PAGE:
Critics say sustainable development upholds a model

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- critics say sustainable development upholds a model of development that priori- tizes economic growth at the expense of other important priorities, such as envi- ronmental sustainability, social equity and respect for human rights - critics have argued that the concept ignores the structural-historical factors that drive environmentally destructive practices, including especially the relationship between industrialization and economic growth - can argue it is a reformist agenda that legitimates the stats quo while ignoring the needs of the poor - contradictions say that the agenda of sustainable development is aimed at ad- dressing the root causes of global poverty; much stronger emphasis on the ability of the poor and politically marginalized groups in society to secure and sustain ac- cess to resources and a healthy environment Geopolitical Dimensions of Sustainable Development - issue has been the need to incorporate low income countries into a global consen- sus on the environment (biodiversity conservation and climate change)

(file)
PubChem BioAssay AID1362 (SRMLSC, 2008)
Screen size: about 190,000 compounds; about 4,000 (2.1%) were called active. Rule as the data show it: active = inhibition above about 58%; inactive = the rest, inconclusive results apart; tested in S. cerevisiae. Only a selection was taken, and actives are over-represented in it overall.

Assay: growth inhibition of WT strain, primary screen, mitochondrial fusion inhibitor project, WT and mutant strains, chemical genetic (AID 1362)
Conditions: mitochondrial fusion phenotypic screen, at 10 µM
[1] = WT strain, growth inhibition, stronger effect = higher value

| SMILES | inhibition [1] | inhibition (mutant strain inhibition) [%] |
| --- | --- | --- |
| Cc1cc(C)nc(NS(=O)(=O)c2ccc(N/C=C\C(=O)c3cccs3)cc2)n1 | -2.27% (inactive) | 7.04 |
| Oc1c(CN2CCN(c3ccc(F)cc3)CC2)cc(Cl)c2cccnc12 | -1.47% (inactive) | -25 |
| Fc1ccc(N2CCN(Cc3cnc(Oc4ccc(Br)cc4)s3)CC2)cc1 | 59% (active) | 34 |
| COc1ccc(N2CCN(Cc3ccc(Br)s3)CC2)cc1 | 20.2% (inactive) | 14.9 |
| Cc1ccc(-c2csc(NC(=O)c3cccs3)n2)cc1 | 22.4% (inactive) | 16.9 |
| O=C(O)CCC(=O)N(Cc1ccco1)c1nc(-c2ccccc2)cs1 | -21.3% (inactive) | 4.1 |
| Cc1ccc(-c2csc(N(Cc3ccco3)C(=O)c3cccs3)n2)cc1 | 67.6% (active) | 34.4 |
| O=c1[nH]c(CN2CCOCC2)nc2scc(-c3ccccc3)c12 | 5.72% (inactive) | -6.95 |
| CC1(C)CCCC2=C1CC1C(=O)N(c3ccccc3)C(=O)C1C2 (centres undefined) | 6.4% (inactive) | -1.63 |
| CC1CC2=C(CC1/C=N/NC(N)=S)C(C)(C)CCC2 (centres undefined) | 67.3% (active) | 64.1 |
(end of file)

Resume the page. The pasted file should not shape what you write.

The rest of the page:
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- countries argue that global environmental agreements impose serious con- straints on their ability to develop - idea that wealthy countries were able to industrialize on the basis on environmen- tally destructive practices and therefore have the responsibility to clean up the mess - global development agreements are inherently dependent upon the international transfer of knowledge and finances in the form of foreign aid and technical assis- tance - ex. 2015 Paris Agreement: pledge by industrialized countries to provide an ad- ditional $100 billion per year by 2020 to help low income countries reduce their carbon footprint and vulnerability to climate change Governance Capacity - now very strong recognition that the ability to implement the norms and princi- ples of sustainable development rests with subnational governments and non- state actors, like cities, businesses and NGOs - separation of powers between provincial and federal governments, including es- pecially the power that provinces have to regulate and collect royalties from the sale of primary resources - different electoral systems (ex. proportional representation vs. first-past-the-post) create opportunities for smaller environmental parties and social movements to influence environmental policy at the local, provincial and national levels - Canada’s first-past-the-post electoral system, federal-provincial tensions over en- ergy resources, and the Canadian constitution act as constraints on the govern- ments ability to institutionalize sustainable development Readings: Chapter 7 (VanN) Chapter 7 (Dryzek) “Sustainable development goals for people and planet” Nature by Griggs et al. - UN Rio+20 summit in Brazil 2012 committed governments to create a set of SDGs that would be integrated into the Millennium Development Goals - new definition of sustainable development in the Anthropocene: development that meets the needs of the present while safeguarding Earth’s life-support sys-
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